The downside is that some things are a bit more complicated – small tables are now not so simple because every entry uses two bytes of memory (It does provide some powerful commands for working with tables though).
The extra complexity added to some features such as interrupts and timers etc. can cause a few slight problems,requiring careful studying of the data sheets.

In addition to reading the 18F1320 datasheet, a more detailed coverage of 18F features can be found in the 976 page PICmicro® 18C MCU Family Reference Manual (39500a.pdf) which is available from the microchip website.

Another useful document is Application Note AN716 which explains the differences encountered when migrating from 16F to 18F devices.

I have a few ideas to expand the software features for this project and/or use them in future projects – when I have time..

You will require a PIC programmer compatible with the PIC18F1320 microcontroller.
If you don't have one - there are various articles on the web for constructing a simple serial port "JDM" type programmer. Good Freeware programmer software is easily available - such as "IC-Prog" or "WinPic800".
I shall update the file version here as features are added/bugs fixed etc.

The initial version of the program HEX file (v0.1) (04/06/2006) is HERE (right-click then "Save As")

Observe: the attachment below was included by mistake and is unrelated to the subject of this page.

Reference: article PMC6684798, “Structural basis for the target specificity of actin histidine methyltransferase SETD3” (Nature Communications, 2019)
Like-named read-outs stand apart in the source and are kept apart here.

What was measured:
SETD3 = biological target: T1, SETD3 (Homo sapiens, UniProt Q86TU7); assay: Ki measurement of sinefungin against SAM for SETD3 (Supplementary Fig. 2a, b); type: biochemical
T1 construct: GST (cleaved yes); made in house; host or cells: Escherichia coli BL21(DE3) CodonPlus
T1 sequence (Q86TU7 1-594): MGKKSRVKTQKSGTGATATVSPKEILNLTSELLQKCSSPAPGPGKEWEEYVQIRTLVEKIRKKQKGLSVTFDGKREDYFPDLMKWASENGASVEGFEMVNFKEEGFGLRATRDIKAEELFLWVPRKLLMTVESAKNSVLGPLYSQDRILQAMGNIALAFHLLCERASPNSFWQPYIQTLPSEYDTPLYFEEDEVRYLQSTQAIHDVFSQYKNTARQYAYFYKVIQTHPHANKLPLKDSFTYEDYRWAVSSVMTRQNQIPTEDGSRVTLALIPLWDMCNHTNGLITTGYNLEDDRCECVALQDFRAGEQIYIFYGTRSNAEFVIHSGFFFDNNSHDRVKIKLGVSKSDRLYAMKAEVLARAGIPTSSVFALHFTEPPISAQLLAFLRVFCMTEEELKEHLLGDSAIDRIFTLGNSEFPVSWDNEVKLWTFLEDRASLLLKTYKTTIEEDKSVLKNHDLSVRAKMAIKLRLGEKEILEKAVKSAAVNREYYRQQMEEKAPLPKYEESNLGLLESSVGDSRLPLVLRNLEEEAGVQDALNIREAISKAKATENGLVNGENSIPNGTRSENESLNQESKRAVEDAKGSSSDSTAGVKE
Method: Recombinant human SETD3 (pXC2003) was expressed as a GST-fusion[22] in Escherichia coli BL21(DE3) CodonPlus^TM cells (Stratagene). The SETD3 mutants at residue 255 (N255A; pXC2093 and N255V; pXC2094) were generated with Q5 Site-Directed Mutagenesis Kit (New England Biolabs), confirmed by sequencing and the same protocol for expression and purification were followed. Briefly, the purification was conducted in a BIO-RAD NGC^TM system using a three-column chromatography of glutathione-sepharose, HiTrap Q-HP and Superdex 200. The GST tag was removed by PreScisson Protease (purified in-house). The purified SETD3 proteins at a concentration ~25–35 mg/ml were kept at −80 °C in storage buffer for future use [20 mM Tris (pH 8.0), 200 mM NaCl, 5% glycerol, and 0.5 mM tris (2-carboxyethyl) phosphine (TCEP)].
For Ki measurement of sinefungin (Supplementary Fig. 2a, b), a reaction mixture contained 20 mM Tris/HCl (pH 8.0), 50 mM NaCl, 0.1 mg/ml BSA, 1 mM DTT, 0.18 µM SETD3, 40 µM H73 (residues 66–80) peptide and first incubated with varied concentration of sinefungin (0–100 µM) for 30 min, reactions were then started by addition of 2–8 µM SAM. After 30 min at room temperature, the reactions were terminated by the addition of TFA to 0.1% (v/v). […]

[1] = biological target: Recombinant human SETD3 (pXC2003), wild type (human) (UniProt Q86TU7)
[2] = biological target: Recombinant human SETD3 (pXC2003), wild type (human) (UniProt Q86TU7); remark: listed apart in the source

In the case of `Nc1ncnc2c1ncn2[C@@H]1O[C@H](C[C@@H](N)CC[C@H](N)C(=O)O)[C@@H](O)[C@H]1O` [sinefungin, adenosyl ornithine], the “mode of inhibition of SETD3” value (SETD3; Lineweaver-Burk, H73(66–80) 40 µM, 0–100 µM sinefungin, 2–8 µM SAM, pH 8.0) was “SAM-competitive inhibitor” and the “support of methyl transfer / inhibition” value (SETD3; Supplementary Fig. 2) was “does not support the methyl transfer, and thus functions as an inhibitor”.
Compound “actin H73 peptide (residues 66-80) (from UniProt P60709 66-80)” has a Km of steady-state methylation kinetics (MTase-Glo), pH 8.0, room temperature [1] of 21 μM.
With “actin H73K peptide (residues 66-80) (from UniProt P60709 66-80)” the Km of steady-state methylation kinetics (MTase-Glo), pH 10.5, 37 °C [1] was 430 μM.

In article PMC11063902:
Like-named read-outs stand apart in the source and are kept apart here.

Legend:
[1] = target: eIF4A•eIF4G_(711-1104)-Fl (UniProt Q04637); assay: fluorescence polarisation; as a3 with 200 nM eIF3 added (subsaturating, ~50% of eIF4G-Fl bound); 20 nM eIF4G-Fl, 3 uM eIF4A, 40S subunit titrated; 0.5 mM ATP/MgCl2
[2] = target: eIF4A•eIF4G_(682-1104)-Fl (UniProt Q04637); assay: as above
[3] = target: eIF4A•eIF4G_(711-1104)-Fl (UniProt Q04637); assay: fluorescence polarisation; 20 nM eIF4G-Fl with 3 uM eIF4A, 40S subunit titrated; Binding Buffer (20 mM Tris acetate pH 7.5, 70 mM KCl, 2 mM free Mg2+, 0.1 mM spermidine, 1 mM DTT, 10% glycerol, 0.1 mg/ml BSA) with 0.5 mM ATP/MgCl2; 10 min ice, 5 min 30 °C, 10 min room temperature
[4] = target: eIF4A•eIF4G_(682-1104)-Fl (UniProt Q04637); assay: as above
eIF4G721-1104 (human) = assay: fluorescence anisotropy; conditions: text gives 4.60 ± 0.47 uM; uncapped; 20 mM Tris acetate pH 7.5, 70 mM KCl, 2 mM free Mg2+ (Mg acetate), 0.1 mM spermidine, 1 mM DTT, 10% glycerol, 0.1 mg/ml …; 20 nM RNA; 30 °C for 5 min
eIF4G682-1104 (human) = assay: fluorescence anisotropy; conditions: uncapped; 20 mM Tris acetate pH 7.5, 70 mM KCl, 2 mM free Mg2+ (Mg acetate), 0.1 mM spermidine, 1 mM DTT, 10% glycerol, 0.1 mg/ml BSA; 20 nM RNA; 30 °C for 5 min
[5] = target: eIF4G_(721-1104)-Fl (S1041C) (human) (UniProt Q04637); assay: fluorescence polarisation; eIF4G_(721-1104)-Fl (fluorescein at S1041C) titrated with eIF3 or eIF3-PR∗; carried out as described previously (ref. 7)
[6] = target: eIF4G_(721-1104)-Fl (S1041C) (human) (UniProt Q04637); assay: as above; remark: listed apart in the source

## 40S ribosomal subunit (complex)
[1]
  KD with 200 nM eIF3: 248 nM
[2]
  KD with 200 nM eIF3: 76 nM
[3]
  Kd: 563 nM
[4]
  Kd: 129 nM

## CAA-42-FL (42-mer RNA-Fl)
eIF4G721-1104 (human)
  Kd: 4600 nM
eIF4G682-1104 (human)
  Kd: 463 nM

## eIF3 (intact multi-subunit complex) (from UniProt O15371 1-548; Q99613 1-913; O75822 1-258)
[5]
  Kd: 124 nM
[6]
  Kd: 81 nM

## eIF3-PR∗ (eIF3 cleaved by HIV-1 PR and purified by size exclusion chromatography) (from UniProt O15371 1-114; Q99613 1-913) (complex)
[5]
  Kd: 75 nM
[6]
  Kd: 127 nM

(Note. This is a beta software version - still being tested etc)

I do not release the ASM source code for this project.

PCB Layout
The circuit is small enough to construct on stripboard, Or you may wish to try the double sided pcb layout design provided.
The microcontroller and displays should be mounted in sockets. Sockets for the displays can be made by carefully cutting-off the ends of 0.6 inch wide 24 or 28 pin ic sockets so they just have 18 pins (or cut some 18 pin 0.3 inch wide sockets down the middle).
If you decide to make the double sided pcb,the "toner transfer" method can be used (search for instructions on the web) - you will need to position both sheets on the pcb very accurately to achieve good results.
I have included some alignment marks in the pcb artwork and the topside sheet is already mirrored ready for printing.
I used a bright light to help align the two sheets together accurately.
PCB vias will have to be made with short lengths of wire soldered between pcb sides.
Many component leads will require soldering on both sides of the pcb - you need to leave a small gap between sockets and the board to allow access to the topside pads for soldering.

Accurate LC Meter Capacitance Inductance Meter with 16F628 and LCD
Volt Ampere Meter with 16F876 Microcontroller and LCD display
Accurate LC Meter

Build your own Accurate LC Meter (Capacitance Inductance Meter) and start making your own coils and inductors. This LC Meter allows to measure incredibly small inductances making it perfect tool for making all types of RF coils and inductors. LC Meter can measure inductances starting from 10nH - 1000nH, 1uH - 1000uH, 1mH - 100mH and capacitances from 0.1pF up to 900nF. The circuit includes an auto ranging as well as reset switch and produces very accurate and stable readings.